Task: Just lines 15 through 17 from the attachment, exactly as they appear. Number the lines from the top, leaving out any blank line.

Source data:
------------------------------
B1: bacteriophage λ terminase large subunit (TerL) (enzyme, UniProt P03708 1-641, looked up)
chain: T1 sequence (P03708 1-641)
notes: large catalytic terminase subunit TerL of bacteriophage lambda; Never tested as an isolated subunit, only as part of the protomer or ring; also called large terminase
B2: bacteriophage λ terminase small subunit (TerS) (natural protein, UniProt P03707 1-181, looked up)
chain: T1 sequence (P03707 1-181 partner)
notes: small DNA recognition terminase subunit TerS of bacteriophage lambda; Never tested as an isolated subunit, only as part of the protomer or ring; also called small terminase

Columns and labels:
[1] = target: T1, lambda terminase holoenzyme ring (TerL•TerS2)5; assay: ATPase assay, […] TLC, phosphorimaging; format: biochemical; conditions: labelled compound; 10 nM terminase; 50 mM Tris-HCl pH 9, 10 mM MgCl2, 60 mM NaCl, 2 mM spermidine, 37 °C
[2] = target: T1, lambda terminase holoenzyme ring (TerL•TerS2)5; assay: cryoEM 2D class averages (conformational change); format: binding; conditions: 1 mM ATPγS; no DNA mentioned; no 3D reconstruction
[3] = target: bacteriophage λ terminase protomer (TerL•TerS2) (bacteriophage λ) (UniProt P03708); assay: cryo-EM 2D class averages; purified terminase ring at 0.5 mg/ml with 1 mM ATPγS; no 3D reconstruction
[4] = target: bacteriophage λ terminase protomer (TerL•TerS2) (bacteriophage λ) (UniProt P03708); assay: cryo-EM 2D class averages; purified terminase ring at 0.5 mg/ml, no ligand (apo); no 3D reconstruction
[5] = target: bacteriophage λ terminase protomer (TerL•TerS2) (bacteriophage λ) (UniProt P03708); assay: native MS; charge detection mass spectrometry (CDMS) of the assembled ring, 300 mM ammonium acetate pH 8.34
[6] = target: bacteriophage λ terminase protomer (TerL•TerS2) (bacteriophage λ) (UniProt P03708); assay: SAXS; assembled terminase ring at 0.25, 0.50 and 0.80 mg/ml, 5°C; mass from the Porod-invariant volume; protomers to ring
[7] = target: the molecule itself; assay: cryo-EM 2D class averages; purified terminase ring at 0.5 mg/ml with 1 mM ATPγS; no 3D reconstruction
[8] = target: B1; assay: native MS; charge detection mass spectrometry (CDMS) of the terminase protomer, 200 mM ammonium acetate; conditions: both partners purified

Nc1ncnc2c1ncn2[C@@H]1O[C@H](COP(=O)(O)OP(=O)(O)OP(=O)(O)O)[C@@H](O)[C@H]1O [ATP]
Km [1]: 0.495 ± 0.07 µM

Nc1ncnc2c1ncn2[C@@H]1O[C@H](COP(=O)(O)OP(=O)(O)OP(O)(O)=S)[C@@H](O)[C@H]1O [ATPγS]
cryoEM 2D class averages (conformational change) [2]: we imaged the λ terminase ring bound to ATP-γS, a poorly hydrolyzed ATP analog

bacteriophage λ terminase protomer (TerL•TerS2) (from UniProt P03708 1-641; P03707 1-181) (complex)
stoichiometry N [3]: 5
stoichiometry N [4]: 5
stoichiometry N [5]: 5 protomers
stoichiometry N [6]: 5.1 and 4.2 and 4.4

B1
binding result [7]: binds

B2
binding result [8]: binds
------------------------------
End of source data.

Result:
[8] = target: B1; assay: native MS; charge detection mass spectrometry (CDMS) of the terminase protomer, 200 mM ammonium acetate; conditions: both partners purified

Nc1ncnc2c1ncn2[C@@H]1O[C@H](COP(=O)(O)OP(=O)(O)OP(=O)(O)O)[C@@H](O)[C@H]1O [ATP]
Km [1]: 0.495 ± 0.07 µM